You know the theme song to "The Andy Griffith Show," don't you? It's that whistled tune we listen to as Andy and Opie walk out to the lake, fishing poles in hand, and Opie skips a stone across the water.
Did you know that the song has lyrics and is called "The Fishing Hole"? The lyrics basically tell the story of going to the old fishing hole and having a great time even if no fish are caught.
A lot of the TV shows back then had lyrics to them, think "The Beverly Hillbillies" or "Gilligan's Island," but they went with a whistle-only version for Andy's show. The important thing is that they wrote a theme song based on going to a fishing hole. And with that in mind I'd like to visit a few types of "holes" we have around here.
That favorite spot
Do you have a "fishin' hole"? (Do you even still fish?) Maybe it's a deep place in a creek way up in the mountains. The harder it is to get to means it will be more exclusive and, of course, the idea of having that favorite spot is that you're the only one that knows about it.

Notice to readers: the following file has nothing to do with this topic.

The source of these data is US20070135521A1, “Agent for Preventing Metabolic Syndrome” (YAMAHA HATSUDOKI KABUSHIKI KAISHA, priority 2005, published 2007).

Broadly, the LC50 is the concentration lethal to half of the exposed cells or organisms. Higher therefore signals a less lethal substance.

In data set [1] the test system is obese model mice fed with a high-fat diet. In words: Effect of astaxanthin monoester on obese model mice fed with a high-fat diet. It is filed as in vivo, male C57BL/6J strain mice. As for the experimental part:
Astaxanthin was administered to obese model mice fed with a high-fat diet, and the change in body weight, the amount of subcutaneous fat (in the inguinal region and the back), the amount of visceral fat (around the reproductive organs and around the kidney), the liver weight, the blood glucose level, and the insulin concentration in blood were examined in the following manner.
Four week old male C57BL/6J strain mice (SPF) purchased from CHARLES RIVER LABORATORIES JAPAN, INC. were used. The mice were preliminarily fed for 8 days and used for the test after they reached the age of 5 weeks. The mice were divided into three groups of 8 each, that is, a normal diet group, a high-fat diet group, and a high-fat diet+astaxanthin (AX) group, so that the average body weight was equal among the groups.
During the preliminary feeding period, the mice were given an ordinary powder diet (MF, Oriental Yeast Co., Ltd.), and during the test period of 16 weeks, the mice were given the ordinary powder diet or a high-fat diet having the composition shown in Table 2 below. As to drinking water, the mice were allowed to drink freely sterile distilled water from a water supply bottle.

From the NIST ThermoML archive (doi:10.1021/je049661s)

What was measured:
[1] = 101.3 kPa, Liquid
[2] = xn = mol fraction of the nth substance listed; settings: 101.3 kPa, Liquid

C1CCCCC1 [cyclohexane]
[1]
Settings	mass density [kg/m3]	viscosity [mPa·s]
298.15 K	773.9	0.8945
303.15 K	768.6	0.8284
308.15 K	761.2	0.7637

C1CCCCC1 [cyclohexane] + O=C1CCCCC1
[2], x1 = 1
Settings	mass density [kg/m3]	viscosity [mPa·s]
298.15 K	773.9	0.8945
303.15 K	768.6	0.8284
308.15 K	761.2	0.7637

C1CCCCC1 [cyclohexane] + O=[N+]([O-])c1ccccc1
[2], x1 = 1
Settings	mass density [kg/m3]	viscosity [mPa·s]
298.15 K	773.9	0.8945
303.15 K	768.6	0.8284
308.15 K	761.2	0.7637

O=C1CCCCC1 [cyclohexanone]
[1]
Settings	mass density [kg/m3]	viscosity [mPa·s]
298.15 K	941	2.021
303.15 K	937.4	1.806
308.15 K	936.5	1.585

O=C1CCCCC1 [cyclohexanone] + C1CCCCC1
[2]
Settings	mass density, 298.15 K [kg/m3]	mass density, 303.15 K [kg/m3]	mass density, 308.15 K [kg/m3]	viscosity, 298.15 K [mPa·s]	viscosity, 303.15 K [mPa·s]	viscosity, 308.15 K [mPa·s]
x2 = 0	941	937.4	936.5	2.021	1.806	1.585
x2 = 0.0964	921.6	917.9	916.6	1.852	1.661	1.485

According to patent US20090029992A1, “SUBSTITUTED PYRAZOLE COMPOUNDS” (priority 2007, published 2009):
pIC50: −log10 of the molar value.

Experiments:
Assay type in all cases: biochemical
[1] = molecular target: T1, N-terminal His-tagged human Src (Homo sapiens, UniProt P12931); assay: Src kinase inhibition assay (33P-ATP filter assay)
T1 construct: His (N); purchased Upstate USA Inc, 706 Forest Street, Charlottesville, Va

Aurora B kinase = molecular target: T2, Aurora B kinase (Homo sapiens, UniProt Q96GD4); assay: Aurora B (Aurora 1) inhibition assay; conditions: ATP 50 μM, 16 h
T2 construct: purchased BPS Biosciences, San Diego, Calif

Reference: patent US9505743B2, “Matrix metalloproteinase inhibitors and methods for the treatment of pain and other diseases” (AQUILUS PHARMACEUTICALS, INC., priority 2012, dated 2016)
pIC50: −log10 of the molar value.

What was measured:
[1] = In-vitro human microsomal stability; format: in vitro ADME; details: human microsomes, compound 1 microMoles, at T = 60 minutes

I went fishing one time on season-opening day for trout with a buddy of mine. He knew that they would stock the Chattahoochee just below the dam for Lake Lanier. It was nice, deep water that ran fast and wide with lots of rocky places around. He had scouted it out ahead of time and so had good reason to believe this would be a great "hole" for us to fish.
Evidently half of Atlanta had also scouted out this place and knew that the fisheries people were going to stock this area. It was crowded up one bank and back down the other. It was like one of those party fishing boats that sail out of Panama City into the gulf where 40 patrons are lined up along the side all casting furiously. I think he actually caught a couple of fish but I was so concerned with tangling my line with someone else or, worse yet, hooking a fellow angler that I wasn't so much fishing as "avoiding."
The fish thumb their
nose at you
With all the modern technology they have today with electronic fish finders you can have a favorite fishing hole in the middle of a lake. If you go up to say Carters Lake in your boat you can cruise around until you see a dip in the depth and know that that's probably a good place to wet your line.
I've seen ads on the fishing shows on TV where these devices are getting so specific you can spot individual fish below the boat. You can actually see the fish down there thumbing their nose at you.